According to a recent University of Hong Kong Study1 , the new Omicron variant of Covid-19 infects around 70 times faster than Delta and the original Covid-19 virus. Due to its speed and the newness, it is still too early to conclude its morbidity and mortality toll on an absolute number (rather than % basis to the population) and, ultimately, the economic impact on the U.S. and the world. However, we are witnessing real time delays in returning to offices in 2022, the closing of public venues for entertainment and service impacts on airline travel (shortage of staff due to infection).
Both headline and core inflation (CPI and PCE) have shot up higher in November: 6.8% for CPI, 4.9% for Core CPI and 5.73% for PCE and 4.68% for Core PCE. This is the largest 12-month increase since the period ending June 1982. It does not appear that we have reached peak inflation.
In his testimony on November 30th to Congress, Fed Chair Jay Powell stated that he would retire the use of the word “transitory” when framing current inflation and further acknowledged that the risk of higher inflation has increased.
With the robust recovery since Covid first struck, much criticism has been placed on the Fed for maintaining the 2020 emergency policies of buying securities to foster financial stability and liquidity for far too long which is contributing to inflation. In its December meeting, the Fed announced a more rapid reduction in purchasing U.S. Treasury securities at a rate of $20 billion per month from the November pace of $70 billion monthly and, at the same time, a reduction of mortgage-backed securities purchasing at a rate of $10 billion per month from the November pace of $35 billion monthly. In short, the Fed sped up the winddown of bond buying from the pre-November pace of $120 billion monthly to $0 by March 2022. It is important to note that this tapering should not be deemed tightening but simply less accommodative. The total Fed balance sheet is now at almost $8.8 trillion from a pre-March 2020 crisis level of $4.2 trillion. The Fed now takes the view that inflation may be more persistent and that could place inflation expectations under pressure, and the risk of higher inflation becoming entrenched has increased. The sooner taper ends, the more flexibility for Quantitative Tightening and for the Fed to hike interest rates to further contain inflation.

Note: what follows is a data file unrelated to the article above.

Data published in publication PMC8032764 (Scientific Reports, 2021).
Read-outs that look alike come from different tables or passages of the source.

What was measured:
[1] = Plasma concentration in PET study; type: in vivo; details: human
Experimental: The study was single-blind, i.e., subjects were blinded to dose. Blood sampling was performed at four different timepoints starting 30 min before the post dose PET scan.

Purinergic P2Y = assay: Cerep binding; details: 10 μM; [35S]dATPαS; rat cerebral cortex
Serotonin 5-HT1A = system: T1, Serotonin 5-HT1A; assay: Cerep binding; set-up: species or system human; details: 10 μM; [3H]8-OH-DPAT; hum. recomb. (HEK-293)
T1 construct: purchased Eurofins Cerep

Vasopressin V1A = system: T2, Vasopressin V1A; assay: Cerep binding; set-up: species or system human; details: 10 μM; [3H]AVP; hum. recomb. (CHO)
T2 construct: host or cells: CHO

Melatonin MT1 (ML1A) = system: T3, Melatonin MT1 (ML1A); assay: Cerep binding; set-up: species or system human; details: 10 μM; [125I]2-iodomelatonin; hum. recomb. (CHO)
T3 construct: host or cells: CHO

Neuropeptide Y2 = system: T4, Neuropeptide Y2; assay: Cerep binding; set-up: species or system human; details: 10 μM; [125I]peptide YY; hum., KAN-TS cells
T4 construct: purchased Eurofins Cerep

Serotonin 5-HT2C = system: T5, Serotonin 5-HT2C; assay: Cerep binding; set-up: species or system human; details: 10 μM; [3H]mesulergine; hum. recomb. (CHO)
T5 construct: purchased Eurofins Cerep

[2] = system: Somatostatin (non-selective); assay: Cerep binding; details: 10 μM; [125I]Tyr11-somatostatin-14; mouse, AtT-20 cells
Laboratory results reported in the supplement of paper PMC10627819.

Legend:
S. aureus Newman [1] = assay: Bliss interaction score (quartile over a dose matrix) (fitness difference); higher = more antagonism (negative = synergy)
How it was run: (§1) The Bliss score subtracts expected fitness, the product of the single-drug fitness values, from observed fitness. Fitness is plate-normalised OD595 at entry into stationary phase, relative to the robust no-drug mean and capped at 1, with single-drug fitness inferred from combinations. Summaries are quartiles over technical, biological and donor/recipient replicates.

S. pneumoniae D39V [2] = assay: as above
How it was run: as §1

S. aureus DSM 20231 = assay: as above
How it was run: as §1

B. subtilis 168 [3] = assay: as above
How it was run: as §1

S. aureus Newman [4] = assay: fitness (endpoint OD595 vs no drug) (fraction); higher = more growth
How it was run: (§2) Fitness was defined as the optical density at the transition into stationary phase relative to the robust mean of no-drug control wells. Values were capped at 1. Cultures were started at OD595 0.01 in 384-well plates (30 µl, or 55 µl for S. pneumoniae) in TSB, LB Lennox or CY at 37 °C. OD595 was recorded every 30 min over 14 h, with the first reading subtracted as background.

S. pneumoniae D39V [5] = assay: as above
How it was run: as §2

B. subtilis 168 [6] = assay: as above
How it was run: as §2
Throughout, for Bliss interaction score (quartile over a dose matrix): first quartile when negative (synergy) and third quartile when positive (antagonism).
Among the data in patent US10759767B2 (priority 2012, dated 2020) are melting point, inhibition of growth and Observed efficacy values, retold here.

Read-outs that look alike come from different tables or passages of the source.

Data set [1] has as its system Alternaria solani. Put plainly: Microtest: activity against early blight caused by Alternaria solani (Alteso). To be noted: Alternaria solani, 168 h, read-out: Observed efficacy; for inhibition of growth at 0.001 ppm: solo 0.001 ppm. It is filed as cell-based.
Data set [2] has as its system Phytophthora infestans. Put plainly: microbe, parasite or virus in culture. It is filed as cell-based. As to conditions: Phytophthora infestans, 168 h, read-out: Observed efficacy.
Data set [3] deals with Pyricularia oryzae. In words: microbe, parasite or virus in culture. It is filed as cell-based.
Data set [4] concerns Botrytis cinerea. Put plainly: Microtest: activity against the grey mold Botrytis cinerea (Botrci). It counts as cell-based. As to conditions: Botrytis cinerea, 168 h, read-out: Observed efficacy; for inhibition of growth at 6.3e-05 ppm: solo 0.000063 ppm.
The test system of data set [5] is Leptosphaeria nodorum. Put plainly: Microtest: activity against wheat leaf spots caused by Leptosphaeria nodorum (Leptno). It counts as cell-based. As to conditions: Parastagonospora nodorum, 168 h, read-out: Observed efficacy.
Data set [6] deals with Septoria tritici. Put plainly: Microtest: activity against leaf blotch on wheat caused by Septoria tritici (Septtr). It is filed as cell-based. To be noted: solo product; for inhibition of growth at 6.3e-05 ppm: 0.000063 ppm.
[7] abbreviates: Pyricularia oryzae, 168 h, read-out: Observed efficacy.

After a substantially sideways market in the third quarter, the U.S. stock market soldiered on making new highs, albeit with greater market volatility. With inflation continuing to move higher and consumers beginning to feel a pinch in their pocketbooks, the odds have substantially increased that rate hikes are coming in 2022.
The most significant change for 2022 forward is tightening of financial conditions in the U.S. The beginning of similar fiscal and monetary tightening is occurring globally (ex-China) as well. The ECB has begun reducing their Covid emergency bond buying program, while 14 other central banks already raised interest rates since November.
• 2022 is a very different world than 2020-2021.This next post-Covid phase faces uncertainty about scale, speed and timing of Quantitative Tightening and interest rate normalization. 2022 forward reverses the uber accommodation stance and is a reversal of unbridled risk taking. The latest Summary of Economic Projections (SEP) dot plots show three 25bp rate hikes in 2022.